By Debbie Crompton
4 sprigs thyme leaves, stripped of their stalks
5 juniper berries
Salt and pepper
Extra virgin olive oil
800g Venison Loin or Denver Leg, portioned into 4 x 200g steaks
1 onion finely chopped
2 cloves garlic, peeled and finely chopped
1 glass Aurum Mathilde Pinot Noir
150g butter, diced
Place juniper berries in a mortar and pestle with the thyme and a generous pinch of salt and pepper. If you don’t have a mortar and pestle, bash the juniper berries with a rolling pin, add to the thyme leaves, salt and pepper, and chop all together on a board. Add enough extra virgin olive oil to make a “Pesto-like” consistency. It doesn’t need to be as smooth though. Add the venison steaks to this mixture and mix well to coat on all sides. Heat a frying pan till almost smoking and add the steaks. Allow them to brown on each side then turn down the heat until cooked medium rare. Take care with the pan temperature; you want to create a nice brown colour and flavor without burning or scorching the juniper thyme rub. Remove from pan and rest.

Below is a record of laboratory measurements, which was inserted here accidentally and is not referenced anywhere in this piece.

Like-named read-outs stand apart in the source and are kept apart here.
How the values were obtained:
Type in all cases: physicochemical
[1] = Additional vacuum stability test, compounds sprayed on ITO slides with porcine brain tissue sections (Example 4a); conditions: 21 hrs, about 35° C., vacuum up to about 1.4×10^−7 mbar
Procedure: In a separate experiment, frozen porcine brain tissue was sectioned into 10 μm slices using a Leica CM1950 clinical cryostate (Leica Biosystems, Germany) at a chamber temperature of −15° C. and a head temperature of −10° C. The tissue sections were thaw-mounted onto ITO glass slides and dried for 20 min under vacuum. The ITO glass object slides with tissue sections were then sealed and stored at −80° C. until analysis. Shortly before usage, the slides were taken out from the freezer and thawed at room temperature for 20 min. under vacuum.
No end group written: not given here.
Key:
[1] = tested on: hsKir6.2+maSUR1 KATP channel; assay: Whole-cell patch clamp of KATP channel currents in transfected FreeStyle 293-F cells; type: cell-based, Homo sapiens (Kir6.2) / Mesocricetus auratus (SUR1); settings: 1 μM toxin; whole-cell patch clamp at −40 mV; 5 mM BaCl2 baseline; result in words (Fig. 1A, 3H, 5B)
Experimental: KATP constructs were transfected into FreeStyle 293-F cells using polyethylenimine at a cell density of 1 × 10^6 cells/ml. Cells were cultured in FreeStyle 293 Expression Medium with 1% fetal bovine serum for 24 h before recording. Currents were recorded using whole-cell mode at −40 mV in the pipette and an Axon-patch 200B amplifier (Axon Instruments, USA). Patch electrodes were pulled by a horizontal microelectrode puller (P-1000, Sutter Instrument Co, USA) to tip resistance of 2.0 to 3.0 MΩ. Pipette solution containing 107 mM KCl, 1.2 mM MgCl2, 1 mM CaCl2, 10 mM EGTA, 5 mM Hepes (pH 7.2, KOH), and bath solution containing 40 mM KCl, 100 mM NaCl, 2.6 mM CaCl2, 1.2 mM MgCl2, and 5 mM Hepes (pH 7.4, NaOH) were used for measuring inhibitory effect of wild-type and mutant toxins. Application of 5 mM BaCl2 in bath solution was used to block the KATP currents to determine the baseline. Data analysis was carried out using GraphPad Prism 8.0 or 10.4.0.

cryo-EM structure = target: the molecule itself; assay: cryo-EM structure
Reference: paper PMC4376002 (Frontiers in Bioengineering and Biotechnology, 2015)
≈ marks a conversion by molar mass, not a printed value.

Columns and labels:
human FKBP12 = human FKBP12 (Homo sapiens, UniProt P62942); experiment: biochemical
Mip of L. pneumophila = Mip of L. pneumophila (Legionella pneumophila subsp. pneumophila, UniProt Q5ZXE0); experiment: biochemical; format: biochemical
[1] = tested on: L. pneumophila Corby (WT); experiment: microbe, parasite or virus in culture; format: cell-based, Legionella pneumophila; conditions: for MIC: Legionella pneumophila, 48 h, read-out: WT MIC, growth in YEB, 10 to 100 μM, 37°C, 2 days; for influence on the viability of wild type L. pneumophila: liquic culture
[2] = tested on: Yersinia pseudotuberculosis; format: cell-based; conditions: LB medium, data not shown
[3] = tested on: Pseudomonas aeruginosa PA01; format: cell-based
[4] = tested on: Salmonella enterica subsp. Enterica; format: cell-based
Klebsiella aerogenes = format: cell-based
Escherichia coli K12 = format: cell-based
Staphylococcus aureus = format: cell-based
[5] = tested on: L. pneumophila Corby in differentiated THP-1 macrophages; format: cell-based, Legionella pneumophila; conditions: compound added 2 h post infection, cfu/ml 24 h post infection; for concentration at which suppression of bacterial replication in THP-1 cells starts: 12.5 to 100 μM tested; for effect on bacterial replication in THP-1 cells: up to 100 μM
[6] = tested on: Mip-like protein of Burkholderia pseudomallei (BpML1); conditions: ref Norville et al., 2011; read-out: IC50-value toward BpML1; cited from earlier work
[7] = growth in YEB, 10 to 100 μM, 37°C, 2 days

Add a splash of olive oil to the pan and add the chopped onions and garlic. Cook gently until they are soft. Increase the heat and add the wine to the cooked onions and garlic. Use a wooden spoon to scrape the pan and lift off any browned bits and sediment. It will all add great flavor to the sauce. Let the wine bubble and reduce down at least by half. Add the blueberries, and let the sauce bubble again – this time not as hard – for around three minutes. The last step is to add the butter. The butter will slightly thicken and enrich the sauce, add it a knob at a time while the sauce is simmering gently. Once the butter is in, the sauce should be served, so wait until you are ready before this stage.
Slice the rested Venison and arrange on warmed plates. Spoon the blueberry juniper sauce over. Suggested accompaniments:
Seasonal greens, pre-blanched and quickly sautéed in butter such as a mixture of peeled broad beans, green beans, broccoli or asparagus.
A seasonal gratin: Celeriac or Potato or Parsnip in winter, new season baby potatoes in summer, etc
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